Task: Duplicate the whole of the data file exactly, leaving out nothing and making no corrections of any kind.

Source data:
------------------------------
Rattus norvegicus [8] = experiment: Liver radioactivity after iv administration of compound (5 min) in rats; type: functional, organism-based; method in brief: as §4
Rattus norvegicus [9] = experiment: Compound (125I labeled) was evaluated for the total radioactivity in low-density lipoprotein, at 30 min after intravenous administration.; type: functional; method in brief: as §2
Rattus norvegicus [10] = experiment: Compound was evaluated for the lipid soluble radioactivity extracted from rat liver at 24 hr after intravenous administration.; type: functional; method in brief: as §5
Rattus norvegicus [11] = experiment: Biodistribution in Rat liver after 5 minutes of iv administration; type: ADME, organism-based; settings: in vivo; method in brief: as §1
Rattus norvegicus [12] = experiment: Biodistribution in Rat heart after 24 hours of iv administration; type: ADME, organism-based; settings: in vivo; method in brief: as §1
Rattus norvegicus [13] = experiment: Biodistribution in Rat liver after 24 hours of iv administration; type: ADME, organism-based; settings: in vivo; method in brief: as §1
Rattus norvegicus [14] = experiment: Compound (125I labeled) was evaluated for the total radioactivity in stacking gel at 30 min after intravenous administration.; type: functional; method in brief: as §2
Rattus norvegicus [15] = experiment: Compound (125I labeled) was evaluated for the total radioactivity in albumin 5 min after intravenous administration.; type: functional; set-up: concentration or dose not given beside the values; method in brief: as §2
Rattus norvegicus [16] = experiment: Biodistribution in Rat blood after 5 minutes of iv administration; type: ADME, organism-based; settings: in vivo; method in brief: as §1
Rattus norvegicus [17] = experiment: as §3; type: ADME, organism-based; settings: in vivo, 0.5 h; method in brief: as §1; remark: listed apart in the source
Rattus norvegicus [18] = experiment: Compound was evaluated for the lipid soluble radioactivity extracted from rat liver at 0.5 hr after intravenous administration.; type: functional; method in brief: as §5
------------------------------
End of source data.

Rattus norvegicus [8] = experiment: Liver radioactivity after iv administration of compound (5 min) in rats; type: functional, organism-based; method in brief: as §4
Rattus norvegicus [9] = experiment: Compound (125I labeled) was evaluated for the total radioactivity in low-density lipoprotein, at 30 min after intravenous administration.; type: functional; method in brief: as §2
Rattus norvegicus [10] = experiment: Compound was evaluated for the lipid soluble radioactivity extracted from rat liver at 24 hr after intravenous administration.; type: functional; method in brief: as §5
Rattus norvegicus [11] = experiment: Biodistribution in Rat liver after 5 minutes of iv administration; type: ADME, organism-based; settings: in vivo; method in brief: as §1
Rattus norvegicus [12] = experiment: Biodistribution in Rat heart after 24 hours of iv administration; type: ADME, organism-based; settings: in vivo; method in brief: as §1
Rattus norvegicus [13] = experiment: Biodistribution in Rat liver after 24 hours of iv administration; type: ADME, organism-based; settings: in vivo; method in brief: as §1
Rattus norvegicus [14] = experiment: Compound (125I labeled) was evaluated for the total radioactivity in stacking gel at 30 min after intravenous administration.; type: functional; method in brief: as §2
Rattus norvegicus [15] = experiment: Compound (125I labeled) was evaluated for the total radioactivity in albumin 5 min after intravenous administration.; type: functional; set-up: concentration or dose not given beside the values; method in brief: as §2
Rattus norvegicus [16] = experiment: Biodistribution in Rat blood after 5 minutes of iv administration; type: ADME, organism-based; settings: in vivo; method in brief: as §1
Rattus norvegicus [17] = experiment: as §3; type: ADME, organism-based; settings: in vivo, 0.5 h; method in brief: as §1; remark: listed apart in the source
Rattus norvegicus [18] = experiment: Compound was evaluated for the lipid soluble radioactivity extracted from rat liver at 0.5 hr after intravenous administration.; type: functional; method in brief: as §5